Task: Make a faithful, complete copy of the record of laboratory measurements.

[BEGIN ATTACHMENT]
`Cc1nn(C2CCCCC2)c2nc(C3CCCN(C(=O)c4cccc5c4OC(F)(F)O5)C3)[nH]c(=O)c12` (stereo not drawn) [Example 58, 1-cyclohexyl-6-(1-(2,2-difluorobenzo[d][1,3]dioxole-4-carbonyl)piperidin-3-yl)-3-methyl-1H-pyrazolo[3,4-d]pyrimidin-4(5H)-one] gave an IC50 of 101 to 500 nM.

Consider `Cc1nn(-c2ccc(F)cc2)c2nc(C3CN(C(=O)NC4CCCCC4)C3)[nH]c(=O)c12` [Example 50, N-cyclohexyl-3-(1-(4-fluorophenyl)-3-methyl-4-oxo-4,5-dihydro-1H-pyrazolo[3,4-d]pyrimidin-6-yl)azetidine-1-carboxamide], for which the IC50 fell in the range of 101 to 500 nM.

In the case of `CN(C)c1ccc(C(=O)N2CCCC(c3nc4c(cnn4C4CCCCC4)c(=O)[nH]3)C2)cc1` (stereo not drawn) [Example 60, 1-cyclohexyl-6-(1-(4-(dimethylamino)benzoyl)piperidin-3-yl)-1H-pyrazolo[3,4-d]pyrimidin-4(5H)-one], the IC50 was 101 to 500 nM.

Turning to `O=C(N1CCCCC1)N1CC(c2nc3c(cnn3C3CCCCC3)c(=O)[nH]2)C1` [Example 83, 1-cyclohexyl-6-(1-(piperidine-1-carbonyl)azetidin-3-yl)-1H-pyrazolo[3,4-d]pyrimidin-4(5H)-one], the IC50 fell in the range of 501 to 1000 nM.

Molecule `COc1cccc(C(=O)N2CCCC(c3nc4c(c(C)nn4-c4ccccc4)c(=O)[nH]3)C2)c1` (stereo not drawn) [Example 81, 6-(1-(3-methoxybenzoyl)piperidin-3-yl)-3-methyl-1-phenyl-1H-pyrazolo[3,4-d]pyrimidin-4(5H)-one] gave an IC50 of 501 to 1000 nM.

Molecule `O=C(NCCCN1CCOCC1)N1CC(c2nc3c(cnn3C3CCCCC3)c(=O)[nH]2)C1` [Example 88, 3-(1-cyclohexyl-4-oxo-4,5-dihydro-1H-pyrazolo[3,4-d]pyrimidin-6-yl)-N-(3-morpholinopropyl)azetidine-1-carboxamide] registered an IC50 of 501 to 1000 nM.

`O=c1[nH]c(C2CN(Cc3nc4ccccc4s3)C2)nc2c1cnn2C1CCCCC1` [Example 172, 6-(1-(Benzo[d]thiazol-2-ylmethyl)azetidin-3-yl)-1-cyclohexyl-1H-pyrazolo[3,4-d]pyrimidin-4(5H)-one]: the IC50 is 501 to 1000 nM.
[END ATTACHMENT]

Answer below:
`Cc1nn(C2CCCCC2)c2nc(C3CCCN(C(=O)c4cccc5c4OC(F)(F)O5)C3)[nH]c(=O)c12` (stereo not drawn) [Example 58, 1-cyclohexyl-6-(1-(2,2-difluorobenzo[d][1,3]dioxole-4-carbonyl)piperidin-3-yl)-3-methyl-1H-pyrazolo[3,4-d]pyrimidin-4(5H)-one] gave an IC50 of 101 to 500 nM.

Consider `Cc1nn(-c2ccc(F)cc2)c2nc(C3CN(C(=O)NC4CCCCC4)C3)[nH]c(=O)c12` [Example 50, N-cyclohexyl-3-(1-(4-fluorophenyl)-3-methyl-4-oxo-4,5-dihydro-1H-pyrazolo[3,4-d]pyrimidin-6-yl)azetidine-1-carboxamide], for which the IC50 fell in the range of 101 to 500 nM.

In the case of `CN(C)c1ccc(C(=O)N2CCCC(c3nc4c(cnn4C4CCCCC4)c(=O)[nH]3)C2)cc1` (stereo not drawn) [Example 60, 1-cyclohexyl-6-(1-(4-(dimethylamino)benzoyl)piperidin-3-yl)-1H-pyrazolo[3,4-d]pyrimidin-4(5H)-one], the IC50 was 101 to 500 nM.

Turning to `O=C(N1CCCCC1)N1CC(c2nc3c(cnn3C3CCCCC3)c(=O)[nH]2)C1` [Example 83, 1-cyclohexyl-6-(1-(piperidine-1-carbonyl)azetidin-3-yl)-1H-pyrazolo[3,4-d]pyrimidin-4(5H)-one], the IC50 fell in the range of 501 to 1000 nM.

Molecule `COc1cccc(C(=O)N2CCCC(c3nc4c(c(C)nn4-c4ccccc4)c(=O)[nH]3)C2)c1` (stereo not drawn) [Example 81, 6-(1-(3-methoxybenzoyl)piperidin-3-yl)-3-methyl-1-phenyl-1H-pyrazolo[3,4-d]pyrimidin-4(5H)-one] gave an IC50 of 501 to 1000 nM.

Molecule `O=C(NCCCN1CCOCC1)N1CC(c2nc3c(cnn3C3CCCCC3)c(=O)[nH]2)C1` [Example 88, 3-(1-cyclohexyl-4-oxo-4,5-dihydro-1H-pyrazolo[3,4-d]pyrimidin-6-yl)-N-(3-morpholinopropyl)azetidine-1-carboxamide] registered an IC50 of 501 to 1000 nM.

`O=c1[nH]c(C2CN(Cc3nc4ccccc4s3)C2)nc2c1cnn2C1CCCCC1` [Example 172, 6-(1-(Benzo[d]thiazol-2-ylmethyl)azetidin-3-yl)-1-cyclohexyl-1H-pyrazolo[3,4-d]pyrimidin-4(5H)-one]: the IC50 is 501 to 1000 nM.